Wāhine Māori kicking it at the skate park

A crew of wāhine are flipping the script on the once male-dominated sport of skateboarding. 

Māori Girls Skate is a movement to encourage more wāhine Māori to jump onboard, run by Auckland skater Mieka Thomas, Wellington-based Bailey Maipi, and Nelson's Nerys Ngaruhe.

"We made an Instagram page, the three of us, to just talk about what it felt like, feeling like the only Māori girl skaters at the park," Thomas said. 

"I mean, being a girl at the park is one thing and being a Māori girl skater at the park is an even smaller little niche."

They recently held their second Hui Nui for female skateboarders in east Auckland, attracting both former professionals and complete amateurs. 

"I always wanted it to be something where everybody's invited, but I wanted Māori wāhine in particular to feel celebrated at these events," said Thomas.  

"That brings me back to only seeing blonde, blue-eyed Barbie dolls when I was a kid. But I wanted to see people that looked like me doing things that make me feel like I could do it too." 

The number of wāhine skaters has grown massively since former professional skater Georgie Matthews first started out 20 years ago. 

"To be honest, I was probably [the only one], especially in my town.

"But from back then to now, the amount of support and community in skateboarding has definitely increased. There's more girls skateboarding in the skate parks here than there are boys these days."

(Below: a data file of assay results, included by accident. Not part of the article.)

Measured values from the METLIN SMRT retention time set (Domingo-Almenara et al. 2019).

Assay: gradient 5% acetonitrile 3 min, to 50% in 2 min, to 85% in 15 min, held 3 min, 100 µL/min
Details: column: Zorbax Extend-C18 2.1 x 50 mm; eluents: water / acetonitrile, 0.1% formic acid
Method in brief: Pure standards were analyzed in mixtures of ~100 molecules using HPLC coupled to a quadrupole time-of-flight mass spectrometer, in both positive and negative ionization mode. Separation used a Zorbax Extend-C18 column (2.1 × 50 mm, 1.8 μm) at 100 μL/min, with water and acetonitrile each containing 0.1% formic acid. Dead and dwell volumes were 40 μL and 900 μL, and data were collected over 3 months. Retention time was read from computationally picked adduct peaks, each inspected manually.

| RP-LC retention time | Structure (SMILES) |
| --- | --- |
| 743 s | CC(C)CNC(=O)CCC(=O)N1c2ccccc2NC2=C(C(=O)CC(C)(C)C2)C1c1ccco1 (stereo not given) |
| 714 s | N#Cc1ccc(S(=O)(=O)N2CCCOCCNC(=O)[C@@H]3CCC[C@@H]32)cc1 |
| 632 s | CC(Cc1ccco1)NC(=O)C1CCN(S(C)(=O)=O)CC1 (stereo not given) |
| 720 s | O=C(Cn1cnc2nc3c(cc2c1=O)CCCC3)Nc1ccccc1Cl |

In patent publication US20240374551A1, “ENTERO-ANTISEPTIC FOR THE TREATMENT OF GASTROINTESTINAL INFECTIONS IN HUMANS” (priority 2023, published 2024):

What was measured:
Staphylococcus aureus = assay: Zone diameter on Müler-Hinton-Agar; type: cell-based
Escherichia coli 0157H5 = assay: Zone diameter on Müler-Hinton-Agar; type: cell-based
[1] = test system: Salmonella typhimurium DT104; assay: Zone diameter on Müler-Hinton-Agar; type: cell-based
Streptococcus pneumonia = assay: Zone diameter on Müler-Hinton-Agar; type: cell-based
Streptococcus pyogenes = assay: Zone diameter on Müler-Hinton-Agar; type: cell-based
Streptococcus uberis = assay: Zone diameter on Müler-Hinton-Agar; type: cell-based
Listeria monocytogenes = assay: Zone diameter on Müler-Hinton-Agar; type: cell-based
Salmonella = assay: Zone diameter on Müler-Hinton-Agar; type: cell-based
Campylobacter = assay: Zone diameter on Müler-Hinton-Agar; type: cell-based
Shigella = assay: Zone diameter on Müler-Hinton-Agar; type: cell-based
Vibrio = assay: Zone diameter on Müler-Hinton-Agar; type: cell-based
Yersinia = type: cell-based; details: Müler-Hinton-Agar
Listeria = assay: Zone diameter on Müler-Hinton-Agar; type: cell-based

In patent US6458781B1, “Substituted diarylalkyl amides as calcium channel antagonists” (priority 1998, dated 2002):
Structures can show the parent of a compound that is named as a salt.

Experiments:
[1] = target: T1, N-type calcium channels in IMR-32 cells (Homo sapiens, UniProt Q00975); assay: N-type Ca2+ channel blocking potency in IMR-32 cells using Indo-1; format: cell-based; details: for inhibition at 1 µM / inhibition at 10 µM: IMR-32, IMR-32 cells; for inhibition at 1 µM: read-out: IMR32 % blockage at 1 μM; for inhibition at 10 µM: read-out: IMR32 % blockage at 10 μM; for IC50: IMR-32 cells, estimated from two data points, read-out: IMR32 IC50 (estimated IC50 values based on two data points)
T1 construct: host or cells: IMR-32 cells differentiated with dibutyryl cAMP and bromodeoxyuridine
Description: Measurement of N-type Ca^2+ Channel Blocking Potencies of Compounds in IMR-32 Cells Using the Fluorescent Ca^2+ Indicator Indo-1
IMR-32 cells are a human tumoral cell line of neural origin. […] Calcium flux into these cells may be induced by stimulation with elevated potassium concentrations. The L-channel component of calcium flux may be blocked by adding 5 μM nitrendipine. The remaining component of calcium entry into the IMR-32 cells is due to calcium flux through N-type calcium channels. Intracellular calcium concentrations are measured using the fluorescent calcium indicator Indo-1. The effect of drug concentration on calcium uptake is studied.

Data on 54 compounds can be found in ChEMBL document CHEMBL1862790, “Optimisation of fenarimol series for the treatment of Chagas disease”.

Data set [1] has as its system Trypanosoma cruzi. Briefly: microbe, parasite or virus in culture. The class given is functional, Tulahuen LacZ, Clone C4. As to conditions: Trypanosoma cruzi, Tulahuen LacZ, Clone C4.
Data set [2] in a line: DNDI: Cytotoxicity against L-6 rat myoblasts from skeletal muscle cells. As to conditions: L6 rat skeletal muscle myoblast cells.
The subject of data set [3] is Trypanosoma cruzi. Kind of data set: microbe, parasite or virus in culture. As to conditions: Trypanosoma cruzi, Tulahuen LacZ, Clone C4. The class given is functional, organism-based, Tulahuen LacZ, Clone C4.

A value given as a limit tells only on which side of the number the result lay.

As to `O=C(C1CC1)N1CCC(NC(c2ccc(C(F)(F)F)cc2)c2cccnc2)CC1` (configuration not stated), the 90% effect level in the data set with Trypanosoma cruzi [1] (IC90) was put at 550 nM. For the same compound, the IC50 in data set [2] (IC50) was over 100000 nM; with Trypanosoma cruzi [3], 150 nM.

She said there are more events these days, and that's encouraging women to take more risks.

"We've got a bit more rough. I think girls are getting the courage to try and take on an extreme sport."

For Thomas, skating is not only her life's passion but her therapy. It helped her through a dark period in 2019, where she was overwhelmed with stress after losing her father, and then her job.

"It got so bad to the point where I actually lost all of my hair, all of my hair fell out. I developed alopecia.

"Skating got me through that. I realised none of the people I was skating with really give a toss if I've got hair or not. 

"And it slowly started to come back. It's been a big part of my therapy and what makes me feel good and happy to be out there again."

On top of running events for Māori Girls Skate, Thomas has her own business Skateseen where she runs school and community-based skating programmes. 

"I just want to get as much skating out in the community as possible." 

You can find Māori Girls Skate on Instagram here.

Made with support from New Zealand On Air and Te Māngai Pāho.